NP: Cybersecurity spans a wide range of disciplines, including computer science, human and social sciences, mathematics, physics, and electronics. As a multidisciplinary organization, CNRS therefore has a very important card to play in a sector with numerous opportunities for scientific collaboration with industrialists and public services. Cybersecurity research at the CNRS represents 200 research staff divided into 29 departments covering the entire territory. Among the research topics: coding and cryptography, of which CNRS is at the forefront internationally, as well as formal methods of cyber security (used for example for malware detection), multimedia data security, security material systems. .. Faced with these scientific challenges, CNRS is positioning itself as a key player in cyber security research to better protect our society and ensure our sovereignty.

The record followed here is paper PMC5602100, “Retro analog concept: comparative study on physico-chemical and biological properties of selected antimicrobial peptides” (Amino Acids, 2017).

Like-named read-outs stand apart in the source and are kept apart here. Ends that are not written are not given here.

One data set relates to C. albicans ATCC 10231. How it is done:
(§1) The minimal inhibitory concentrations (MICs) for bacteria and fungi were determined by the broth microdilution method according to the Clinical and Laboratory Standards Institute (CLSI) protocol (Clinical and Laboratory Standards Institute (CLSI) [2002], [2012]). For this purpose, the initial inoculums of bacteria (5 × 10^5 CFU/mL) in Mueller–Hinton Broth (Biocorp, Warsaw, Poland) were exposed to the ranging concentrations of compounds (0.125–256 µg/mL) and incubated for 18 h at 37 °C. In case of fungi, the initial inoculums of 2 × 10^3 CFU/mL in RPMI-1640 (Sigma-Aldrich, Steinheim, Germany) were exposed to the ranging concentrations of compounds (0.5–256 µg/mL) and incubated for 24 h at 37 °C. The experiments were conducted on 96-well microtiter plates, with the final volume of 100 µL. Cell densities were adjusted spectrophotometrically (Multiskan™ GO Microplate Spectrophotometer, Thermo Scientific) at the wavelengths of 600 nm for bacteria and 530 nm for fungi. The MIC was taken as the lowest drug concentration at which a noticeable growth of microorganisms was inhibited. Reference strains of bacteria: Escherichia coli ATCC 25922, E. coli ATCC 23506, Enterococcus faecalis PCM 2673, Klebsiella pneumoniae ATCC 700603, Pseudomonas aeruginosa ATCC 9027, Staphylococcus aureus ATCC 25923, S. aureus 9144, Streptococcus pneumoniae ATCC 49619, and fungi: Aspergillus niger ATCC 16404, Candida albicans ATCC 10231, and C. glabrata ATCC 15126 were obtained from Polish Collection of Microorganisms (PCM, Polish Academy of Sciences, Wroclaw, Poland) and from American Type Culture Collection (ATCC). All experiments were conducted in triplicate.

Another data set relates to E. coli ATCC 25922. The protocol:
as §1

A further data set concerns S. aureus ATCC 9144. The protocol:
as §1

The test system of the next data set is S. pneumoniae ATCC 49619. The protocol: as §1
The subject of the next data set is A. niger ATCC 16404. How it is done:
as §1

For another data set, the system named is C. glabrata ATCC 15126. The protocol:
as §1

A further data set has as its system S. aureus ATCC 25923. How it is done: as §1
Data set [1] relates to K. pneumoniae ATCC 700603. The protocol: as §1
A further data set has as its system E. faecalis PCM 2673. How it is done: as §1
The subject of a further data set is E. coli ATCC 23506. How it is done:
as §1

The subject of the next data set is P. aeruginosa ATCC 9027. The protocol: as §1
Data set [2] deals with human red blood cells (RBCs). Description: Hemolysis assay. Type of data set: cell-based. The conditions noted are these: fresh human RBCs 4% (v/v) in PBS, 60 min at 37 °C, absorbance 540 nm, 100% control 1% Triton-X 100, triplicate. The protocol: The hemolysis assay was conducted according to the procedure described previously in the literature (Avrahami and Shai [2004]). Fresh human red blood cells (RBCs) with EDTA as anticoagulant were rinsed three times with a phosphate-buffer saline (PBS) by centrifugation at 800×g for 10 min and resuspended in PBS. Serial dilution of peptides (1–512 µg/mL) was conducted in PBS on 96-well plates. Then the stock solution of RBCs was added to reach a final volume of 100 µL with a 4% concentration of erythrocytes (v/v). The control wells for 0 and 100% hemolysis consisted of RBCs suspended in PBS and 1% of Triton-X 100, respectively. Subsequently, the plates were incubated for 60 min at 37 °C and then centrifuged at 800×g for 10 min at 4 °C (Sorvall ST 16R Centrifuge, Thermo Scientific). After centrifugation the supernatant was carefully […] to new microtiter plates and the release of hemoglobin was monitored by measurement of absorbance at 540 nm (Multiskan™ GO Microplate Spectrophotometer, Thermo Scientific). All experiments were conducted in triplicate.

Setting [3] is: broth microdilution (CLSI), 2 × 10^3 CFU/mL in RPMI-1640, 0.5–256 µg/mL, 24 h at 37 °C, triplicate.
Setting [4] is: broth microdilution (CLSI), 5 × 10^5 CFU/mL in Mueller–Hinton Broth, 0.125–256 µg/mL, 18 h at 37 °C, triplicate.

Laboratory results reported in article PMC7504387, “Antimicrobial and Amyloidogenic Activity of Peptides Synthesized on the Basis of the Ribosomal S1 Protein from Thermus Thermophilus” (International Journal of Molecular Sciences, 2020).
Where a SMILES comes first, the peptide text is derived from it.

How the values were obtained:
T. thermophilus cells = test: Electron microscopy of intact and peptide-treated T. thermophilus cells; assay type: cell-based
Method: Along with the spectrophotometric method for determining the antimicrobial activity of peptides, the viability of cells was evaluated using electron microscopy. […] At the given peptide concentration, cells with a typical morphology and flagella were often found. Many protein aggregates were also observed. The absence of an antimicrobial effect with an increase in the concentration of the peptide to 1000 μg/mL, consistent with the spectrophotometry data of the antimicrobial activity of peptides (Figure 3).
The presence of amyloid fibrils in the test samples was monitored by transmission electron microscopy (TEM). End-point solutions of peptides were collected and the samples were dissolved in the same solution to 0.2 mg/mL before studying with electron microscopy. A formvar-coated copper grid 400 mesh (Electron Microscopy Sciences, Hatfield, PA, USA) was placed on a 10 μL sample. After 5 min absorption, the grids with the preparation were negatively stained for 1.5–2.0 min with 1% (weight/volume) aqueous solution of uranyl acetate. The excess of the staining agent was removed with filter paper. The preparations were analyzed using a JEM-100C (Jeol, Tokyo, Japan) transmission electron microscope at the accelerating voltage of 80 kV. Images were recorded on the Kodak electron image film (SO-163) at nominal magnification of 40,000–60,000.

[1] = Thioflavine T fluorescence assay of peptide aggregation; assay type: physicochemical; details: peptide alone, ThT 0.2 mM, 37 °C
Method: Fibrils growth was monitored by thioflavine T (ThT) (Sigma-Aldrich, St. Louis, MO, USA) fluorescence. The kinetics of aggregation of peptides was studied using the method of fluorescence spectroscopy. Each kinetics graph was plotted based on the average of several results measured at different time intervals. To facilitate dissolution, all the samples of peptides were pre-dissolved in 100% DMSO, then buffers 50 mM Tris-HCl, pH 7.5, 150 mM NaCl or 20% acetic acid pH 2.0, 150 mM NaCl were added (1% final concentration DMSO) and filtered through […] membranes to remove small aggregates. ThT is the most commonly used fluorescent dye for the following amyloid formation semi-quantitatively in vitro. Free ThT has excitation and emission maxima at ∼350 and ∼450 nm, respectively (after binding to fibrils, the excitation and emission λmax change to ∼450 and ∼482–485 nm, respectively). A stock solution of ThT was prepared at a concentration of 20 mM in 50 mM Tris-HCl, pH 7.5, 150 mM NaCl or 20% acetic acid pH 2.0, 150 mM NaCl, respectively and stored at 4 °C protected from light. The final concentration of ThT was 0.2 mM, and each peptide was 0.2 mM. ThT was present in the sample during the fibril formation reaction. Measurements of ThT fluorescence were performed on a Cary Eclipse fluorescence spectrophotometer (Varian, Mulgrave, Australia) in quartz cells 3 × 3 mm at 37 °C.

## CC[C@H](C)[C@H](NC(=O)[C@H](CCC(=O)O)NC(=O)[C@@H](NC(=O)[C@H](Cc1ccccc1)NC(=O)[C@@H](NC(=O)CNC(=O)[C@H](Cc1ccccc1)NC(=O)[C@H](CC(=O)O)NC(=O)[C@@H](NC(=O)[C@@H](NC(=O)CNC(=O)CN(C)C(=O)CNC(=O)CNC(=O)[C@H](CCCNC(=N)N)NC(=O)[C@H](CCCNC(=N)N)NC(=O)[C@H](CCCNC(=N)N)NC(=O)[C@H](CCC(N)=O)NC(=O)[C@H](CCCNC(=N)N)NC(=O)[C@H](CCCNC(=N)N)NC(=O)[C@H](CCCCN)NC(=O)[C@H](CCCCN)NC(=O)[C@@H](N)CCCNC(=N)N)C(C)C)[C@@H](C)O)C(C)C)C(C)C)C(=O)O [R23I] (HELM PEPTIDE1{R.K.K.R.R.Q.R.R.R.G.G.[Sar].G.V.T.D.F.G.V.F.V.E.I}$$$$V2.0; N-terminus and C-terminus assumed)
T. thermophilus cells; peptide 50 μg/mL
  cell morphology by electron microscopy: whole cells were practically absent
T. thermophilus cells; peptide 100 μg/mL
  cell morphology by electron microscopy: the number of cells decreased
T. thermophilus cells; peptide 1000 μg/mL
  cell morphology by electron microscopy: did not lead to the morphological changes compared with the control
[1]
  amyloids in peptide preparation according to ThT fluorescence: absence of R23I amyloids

How does the national cybersecurity acceleration strategy break down in terms of academic research, innovation and collaboration between players in the sector?

NP: CNRS is the second pilot together with Inria and CEA of the Cybersecurity Priority Research Program and Facilities (PEPR) launched in June 2022 with 65 million euros over 6 years. This PEPR aims to accelerate fundamental research in 10 projects focused on two key areas of consensus in the scientific community – information security and system security.. National Cyber ​​Security Acceleration Strategy also defines a number of measures for companies to encourage the development of sovereign breakthrough innovations in this field. This strategy encourages the development of collaborative and collaborative approaches between players in the sector, in which the CNRS is fully involved. It is in this context Campus Cyber